Wednesday 6 May 2015


In Greek mythology, Calypso was described as the daughter of Titan Atlas.   

                            Calypso lived in the remote island of Ogygia, where she was ousted as a prisoner because she supported her father in the battles between Titans and Olympians. When Zeus sent a storm that destroyed Odysseus's ship and drowned all his remaining companions, Odysseus was washed ashore on the island of Ogygia.  
Calypso and Odysseus

                    Calypso fell  in love with Odysseus and wanted to make him her immortal husband and give him the eternal youth. But Odysseus did not accept her generosity,as he was dreaming about going back to his Ithaca and his wife, Penelope. Calypso was so much in love with him that despite his refusal of her offers, she kept hoping and seducing Odysseus. Eventually, she made him her lover.

                         During the day the inconsolable Odysseus sat on the Ogygian shore, giving himself to tears and heartache as he looked across the sea, and at night Calypso took him into her cave, a lovely place with many trees and a garden where she had sex with him. In some version Calypso gave birth to two sons-Nausithous and Nausinous. In other version, Calypso bore Odysseus a son, Latinus.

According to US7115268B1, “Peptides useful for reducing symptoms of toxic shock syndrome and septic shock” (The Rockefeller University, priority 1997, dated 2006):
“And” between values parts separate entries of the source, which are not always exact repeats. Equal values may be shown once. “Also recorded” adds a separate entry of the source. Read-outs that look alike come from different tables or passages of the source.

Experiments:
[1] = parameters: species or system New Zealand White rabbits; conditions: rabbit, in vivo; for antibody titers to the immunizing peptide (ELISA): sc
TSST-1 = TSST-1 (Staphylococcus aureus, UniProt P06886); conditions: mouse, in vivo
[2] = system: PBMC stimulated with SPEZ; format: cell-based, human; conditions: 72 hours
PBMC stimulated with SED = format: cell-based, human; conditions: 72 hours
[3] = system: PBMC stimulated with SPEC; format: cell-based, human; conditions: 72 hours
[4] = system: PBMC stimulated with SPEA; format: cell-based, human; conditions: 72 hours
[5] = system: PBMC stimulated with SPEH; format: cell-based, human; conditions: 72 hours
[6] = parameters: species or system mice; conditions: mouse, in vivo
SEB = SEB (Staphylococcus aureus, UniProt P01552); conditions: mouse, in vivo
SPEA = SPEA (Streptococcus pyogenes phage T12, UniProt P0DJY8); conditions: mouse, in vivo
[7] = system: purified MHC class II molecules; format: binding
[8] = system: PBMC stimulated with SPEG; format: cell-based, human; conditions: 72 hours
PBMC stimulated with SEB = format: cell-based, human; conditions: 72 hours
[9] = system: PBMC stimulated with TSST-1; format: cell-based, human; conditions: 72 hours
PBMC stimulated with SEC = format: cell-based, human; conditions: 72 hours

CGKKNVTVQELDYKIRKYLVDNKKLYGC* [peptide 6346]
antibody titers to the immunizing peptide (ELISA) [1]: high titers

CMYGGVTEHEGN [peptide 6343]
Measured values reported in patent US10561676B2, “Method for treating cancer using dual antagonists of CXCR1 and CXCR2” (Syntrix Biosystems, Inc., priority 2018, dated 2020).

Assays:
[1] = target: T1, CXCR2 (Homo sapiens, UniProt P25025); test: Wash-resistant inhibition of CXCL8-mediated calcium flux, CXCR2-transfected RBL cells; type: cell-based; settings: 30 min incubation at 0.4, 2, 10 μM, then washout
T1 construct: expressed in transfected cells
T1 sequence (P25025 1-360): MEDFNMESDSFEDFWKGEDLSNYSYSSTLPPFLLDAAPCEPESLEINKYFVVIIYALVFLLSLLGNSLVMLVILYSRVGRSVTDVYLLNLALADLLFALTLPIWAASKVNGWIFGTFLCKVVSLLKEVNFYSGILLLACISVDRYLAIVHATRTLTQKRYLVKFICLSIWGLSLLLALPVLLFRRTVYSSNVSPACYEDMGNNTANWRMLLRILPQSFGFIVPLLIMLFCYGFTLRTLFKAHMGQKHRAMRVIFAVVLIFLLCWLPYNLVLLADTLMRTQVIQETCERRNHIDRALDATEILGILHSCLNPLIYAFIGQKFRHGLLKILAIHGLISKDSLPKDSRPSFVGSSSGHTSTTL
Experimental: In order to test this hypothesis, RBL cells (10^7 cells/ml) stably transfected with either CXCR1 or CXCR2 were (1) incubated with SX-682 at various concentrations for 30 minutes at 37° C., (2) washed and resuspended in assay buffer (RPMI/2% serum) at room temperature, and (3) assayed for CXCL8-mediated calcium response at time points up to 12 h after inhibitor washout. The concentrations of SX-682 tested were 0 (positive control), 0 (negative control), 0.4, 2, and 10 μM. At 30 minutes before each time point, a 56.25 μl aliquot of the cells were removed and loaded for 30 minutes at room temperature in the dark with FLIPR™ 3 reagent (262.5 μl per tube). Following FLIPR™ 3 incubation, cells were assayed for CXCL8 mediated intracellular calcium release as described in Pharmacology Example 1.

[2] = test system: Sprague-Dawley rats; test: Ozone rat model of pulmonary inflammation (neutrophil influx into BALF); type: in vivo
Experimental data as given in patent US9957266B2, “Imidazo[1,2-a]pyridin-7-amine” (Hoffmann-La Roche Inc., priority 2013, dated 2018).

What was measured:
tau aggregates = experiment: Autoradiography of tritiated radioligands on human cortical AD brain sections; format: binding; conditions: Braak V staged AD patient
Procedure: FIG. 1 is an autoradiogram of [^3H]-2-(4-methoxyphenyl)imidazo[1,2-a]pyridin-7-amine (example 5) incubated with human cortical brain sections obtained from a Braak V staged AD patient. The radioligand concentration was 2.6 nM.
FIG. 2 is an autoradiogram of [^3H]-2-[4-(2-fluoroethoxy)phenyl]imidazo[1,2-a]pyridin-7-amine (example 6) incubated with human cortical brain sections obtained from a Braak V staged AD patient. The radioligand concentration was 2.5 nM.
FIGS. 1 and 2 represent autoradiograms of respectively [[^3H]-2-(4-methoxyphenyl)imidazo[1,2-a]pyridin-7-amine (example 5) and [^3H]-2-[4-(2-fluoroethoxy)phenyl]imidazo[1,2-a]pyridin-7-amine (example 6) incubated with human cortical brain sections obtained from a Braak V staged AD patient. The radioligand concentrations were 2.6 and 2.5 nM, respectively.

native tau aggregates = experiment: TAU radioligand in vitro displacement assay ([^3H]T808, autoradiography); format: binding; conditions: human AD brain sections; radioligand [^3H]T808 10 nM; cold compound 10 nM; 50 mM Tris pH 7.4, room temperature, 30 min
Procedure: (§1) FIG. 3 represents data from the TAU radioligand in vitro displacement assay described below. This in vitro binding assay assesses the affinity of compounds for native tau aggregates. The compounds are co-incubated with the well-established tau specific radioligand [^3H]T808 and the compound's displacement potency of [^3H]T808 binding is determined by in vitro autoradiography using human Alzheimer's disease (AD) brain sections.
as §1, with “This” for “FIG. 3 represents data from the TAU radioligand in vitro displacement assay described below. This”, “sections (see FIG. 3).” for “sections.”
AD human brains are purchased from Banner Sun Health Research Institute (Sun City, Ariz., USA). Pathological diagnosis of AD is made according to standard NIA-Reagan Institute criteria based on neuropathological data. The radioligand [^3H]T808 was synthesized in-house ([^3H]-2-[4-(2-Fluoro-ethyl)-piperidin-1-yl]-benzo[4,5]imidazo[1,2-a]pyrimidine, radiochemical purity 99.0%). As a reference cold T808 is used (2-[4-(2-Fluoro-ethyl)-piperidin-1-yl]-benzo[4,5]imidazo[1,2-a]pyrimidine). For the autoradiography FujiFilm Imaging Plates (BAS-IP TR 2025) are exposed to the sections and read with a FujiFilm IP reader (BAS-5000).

For many years (about 7 or 9 years) Odysseus remain in island of Ogygia, as a prisoner and lover of Calypso. Goddess Athena, who never desert her favorites asked Zeus to save Odysseus from Ogygia and Calypso. Zeus sent the messenger of the gods, Hermes, to persuade Calypso to let Odysseus go. 
Calypso and Hermes

Calypso then gave him leave to make a boat, and promised to stock it herself with bread, water and wine, and send a following wind so that he may reach Ithaca without difficulties. And as Odysseus could not believe what he was hearing, and instead suspected some mischief, she gave him the greatest and most solemn oath that the gods can take:
"Now let Earth be my witness, with the broad Sky above, and the falling waters of the Styx ... that I harbour no secret plans against you ..." 
                             Straight away after this oath, Calypso, disregarding the fact that just a little while ago she had protested against Zeus' decision, told Odysseus that she did this because after all she had a righteous mind and a heart that, not being indeed of iron, had compassion. 
Calypso had both negative and positive connotation in Greek a concealer and seductress, Calypso is a negative symbol, but as a rescuer she is a positive one.
In Greek mythology, Calypso was described as one of the Oceanid daughters of Tethys and Oceanus.
In Greek mythology, Calypsoas was described one of the Nereid daughters of Nereus and Doris.


1 comment:

  1. thanks. this website helps me dig deeper into mythology as I read the Percy Jackson book series